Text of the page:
Now check out §1123. Payments for Efficient Areas. The Czar had to insert the definition of “efficient areas” into the following to merge two paragraphs into one sentence, but otherwise this is what was written: “In the case of services furnished under the physician fee schedule…by a supplier that is paid under such fee schedule in an efficient area ([those counties…in the lowest fifth percentile of utilization based on per capita spending…for services provided in the most recent year for which data are available as of the date of the enactment of this subsection]), in addition to the amount of payment that would otherwise be made for such services under this part, there also shall be paid (on a monthly or quarterly basis) an amount equal to 5 percent of the payment amount for the services under this part.”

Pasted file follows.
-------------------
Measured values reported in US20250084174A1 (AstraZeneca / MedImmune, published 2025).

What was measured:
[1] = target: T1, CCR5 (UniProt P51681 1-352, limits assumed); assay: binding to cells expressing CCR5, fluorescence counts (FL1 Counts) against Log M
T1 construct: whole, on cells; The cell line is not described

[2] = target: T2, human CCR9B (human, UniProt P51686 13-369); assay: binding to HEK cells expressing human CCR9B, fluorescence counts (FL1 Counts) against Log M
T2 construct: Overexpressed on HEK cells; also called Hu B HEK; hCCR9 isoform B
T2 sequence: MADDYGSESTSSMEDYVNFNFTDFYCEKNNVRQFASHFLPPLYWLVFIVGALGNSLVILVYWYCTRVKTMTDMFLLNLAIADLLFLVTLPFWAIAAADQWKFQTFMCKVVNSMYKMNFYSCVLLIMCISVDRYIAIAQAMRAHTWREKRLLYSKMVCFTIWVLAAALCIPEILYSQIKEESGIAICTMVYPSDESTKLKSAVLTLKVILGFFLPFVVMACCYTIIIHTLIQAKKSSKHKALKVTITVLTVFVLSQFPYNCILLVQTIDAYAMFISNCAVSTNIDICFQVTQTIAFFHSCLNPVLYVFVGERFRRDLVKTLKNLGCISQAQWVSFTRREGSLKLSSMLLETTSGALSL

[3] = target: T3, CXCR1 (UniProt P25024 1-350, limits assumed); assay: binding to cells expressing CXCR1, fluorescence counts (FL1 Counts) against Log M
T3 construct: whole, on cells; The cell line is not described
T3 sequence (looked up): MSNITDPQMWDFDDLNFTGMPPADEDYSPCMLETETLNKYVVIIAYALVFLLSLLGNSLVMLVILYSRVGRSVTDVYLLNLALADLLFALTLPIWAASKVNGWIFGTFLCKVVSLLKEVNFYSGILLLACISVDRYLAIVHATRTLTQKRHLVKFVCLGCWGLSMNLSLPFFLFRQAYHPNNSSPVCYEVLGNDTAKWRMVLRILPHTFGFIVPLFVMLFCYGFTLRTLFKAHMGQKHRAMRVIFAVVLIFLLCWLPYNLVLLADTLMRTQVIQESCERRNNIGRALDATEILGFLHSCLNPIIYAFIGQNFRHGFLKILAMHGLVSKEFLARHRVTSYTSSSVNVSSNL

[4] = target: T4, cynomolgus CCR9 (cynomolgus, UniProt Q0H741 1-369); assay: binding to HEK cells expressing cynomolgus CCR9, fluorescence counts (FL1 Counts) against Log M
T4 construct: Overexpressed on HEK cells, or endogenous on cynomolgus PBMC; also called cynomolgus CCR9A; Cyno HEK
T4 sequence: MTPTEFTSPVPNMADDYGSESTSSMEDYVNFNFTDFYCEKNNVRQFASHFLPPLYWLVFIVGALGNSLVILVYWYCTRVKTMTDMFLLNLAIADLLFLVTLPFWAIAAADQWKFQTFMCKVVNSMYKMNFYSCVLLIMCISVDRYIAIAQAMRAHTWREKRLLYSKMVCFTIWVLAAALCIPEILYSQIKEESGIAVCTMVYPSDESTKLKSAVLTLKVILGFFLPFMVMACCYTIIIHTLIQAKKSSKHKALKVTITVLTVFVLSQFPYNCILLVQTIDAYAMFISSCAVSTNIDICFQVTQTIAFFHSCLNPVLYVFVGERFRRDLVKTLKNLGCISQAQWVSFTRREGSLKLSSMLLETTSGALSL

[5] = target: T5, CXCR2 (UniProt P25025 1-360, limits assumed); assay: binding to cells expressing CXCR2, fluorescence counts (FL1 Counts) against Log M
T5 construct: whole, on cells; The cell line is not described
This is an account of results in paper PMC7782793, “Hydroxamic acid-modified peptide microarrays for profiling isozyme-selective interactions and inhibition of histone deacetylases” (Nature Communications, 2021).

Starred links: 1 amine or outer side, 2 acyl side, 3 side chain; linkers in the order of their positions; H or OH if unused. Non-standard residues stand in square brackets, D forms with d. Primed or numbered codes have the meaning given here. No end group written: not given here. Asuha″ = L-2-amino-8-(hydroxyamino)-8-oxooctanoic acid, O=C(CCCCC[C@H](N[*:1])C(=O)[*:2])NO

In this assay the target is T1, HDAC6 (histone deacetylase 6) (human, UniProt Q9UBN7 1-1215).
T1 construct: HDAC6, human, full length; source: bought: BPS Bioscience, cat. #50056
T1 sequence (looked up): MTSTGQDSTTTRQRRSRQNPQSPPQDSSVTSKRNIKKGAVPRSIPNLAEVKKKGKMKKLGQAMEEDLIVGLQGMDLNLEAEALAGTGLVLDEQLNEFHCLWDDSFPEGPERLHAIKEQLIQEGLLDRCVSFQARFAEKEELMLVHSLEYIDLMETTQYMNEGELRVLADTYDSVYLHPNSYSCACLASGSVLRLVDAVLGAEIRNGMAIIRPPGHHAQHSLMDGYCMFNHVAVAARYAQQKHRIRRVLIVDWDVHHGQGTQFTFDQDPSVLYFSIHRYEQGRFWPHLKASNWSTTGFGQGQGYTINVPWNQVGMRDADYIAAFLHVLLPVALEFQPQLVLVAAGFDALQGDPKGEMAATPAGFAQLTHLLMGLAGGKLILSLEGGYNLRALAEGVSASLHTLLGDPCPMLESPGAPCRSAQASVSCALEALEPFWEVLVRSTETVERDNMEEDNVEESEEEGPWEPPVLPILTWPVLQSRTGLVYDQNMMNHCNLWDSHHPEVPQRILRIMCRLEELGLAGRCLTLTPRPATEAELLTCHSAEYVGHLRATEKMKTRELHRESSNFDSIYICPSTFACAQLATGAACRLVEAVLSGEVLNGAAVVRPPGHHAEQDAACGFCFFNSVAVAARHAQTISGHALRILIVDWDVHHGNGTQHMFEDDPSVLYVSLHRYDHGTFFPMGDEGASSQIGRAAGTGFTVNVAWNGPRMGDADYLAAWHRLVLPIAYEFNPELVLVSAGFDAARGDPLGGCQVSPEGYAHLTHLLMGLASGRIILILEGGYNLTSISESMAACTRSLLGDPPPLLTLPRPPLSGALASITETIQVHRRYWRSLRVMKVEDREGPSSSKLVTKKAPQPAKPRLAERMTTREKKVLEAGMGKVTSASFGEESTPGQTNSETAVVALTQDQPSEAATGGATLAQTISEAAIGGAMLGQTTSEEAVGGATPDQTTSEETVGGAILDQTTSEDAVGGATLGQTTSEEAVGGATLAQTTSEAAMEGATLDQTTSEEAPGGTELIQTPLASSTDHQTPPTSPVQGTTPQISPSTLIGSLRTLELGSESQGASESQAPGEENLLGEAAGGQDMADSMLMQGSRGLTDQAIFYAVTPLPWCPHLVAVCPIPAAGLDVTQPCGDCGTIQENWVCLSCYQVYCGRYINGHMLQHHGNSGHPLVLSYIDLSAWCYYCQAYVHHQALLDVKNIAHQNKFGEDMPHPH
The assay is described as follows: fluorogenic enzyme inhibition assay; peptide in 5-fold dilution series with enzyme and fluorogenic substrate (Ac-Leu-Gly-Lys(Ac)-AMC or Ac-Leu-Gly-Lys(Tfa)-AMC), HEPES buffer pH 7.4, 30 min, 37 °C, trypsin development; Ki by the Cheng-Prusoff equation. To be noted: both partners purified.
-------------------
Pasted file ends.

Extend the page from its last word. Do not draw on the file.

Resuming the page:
In other words, if you are a county that proves to be very good at saving taxpayer dollars, the government will write you a bonus check every month for 5% of the money that you do spend. Just a thought: how about you save the taxpayers 5% and not send them any money every month or quarter? You actually need to have an incentive program for a government system? Why? Afraid that some folks won’t buy into the money saving bit? Oh right—you want to punish McAllen, Texas. Almost forgot.